“Hello?” I said when I picked up the telephone receiver.
“Is this Les Kerr?” drawled the voice I heard.
“Yes, it is,” I said.
“This is Hank Snow.”
Stunned, I took a deep breath and said, “Hello, Mr. Snow. I’m honored to hear from you!”
It was August, 1987, about five months after I had moved to Nashville. Before I left Mobile, Alabama where I had lived for seven years, I recorded a twelve-song cassette of songs I had written called Sand in My Shoes. One of those songs, The Little Rebel, was inspired by my grandfather who had spent his adult life working for the Gulf, Mobile and Ohio Railroad. “The Rebel” was billed as “The South’s First Streamlined
Air-Conditioned Train” on its official GM&O timetable and fare brochure. It was Granddaddy’s favorite train, always the one he recalled most fondly.
Hank Snow still appeared regularly on the Grand Ole Opry in 1987. He always opened his portion of the show with his classic train song, I’m Movin’ On. Among my favorite Hank Snow train songs is The Golden Rocket and that summer, I bought his album, Hank Snow Railroad Man. While listening to it, I thought, “The Little Rebel would fit right into this album! Who knows, maybe he’ll do another railroad record and include my song.”
The letter I wrote to the Country Music Hall of Fame member that accompanied the tape I sent probably went like this:
Mr. Hank Snow
c/o The Grand Ole Opry
2804 Opryland Drive
Dear Mr. Snow,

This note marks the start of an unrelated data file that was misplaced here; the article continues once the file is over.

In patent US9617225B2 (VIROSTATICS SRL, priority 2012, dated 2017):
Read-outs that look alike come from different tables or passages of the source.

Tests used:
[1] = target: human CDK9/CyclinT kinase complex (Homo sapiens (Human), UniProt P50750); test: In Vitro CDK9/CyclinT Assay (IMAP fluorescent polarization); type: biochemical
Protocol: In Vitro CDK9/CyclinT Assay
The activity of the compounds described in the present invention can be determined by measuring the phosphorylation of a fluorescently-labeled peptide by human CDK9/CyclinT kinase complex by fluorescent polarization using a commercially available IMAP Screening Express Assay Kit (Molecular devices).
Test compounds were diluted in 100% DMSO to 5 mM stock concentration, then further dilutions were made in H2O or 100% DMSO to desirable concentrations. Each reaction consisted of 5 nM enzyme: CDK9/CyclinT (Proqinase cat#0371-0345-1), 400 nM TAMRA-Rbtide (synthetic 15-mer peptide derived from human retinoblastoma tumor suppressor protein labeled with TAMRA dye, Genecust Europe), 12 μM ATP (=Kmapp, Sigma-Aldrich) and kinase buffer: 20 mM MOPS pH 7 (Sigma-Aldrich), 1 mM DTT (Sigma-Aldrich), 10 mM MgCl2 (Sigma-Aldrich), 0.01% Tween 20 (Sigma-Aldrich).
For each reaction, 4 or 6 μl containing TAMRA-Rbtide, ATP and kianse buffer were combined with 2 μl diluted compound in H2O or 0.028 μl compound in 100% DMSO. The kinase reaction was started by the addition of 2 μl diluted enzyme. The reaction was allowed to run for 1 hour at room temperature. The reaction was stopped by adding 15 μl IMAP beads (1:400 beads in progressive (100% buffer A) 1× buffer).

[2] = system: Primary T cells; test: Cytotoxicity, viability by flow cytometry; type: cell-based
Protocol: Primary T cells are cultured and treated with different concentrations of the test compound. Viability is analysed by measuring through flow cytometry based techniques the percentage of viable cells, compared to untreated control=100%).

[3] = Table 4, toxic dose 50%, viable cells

I have long admired your work and enjoy hearing you perform on the Grand Ole Opry. Of all your songs, the ones about trains and railroads are my favorites. Here is a song I wrote about a train that ran on the Gulf, Mobile and Ohio Railroad called “The Little Rebel.” I’m sending it to you in hopes that you will consider recording or performing it.
Thank you for your consideration.
So when Hank, himself, called me on the phone to discuss the song, I thought I was dreaming. As we talked, it occurred to me that my answering machine recorded incoming messages on cassette tape. While trying to be as cool as possible on the phone, I did my best to make the machine start recording. It never did and I’ve often wondered if Hank Snow heard the clicking noise caused by pushing the record button that never engaged throughout the conversation.
“I like your song,” The Singing Ranger said. “It tells a good story and it’s a solid railroad song.”
My excitement was building like a head of steam on a six-eight wheeler as our conversation moved down the track. “Hank Snow likes my song and he called to tell me so!” blew through my mind as loudly as an air horn on a diesel locomotive.
But just as air brakes can slow a train moving at breakneck speed down a dangerous grade, my enthusiasm was about to come to a screeching halt.
“I wish I could help you out with it but I’m not doing any recording these days,” said Hank. “I just wanted you to know how much I appreciate you sending me the tape. Would you like for me to send it back to you?”
The image of Hank Snow, probably dressed in one of his rhinestone covered Nudie suits, going to the post office to mail my tape back to me flashed in my mind’s eye for a split second. Then, like an engineer sensing just the right moment to throttle back, I regained my composure.
“No sir,” I said. “I would hate for you to go through that trouble. But if you know anyone else at the Opry who might be interested in my song, feel free to pass it along to them.”
“Mighty fine, Son. Keep on writing and good luck.”
“Thank you Mr. Snow, I will.”
Text and photos copyright 2015 by Les Kerr.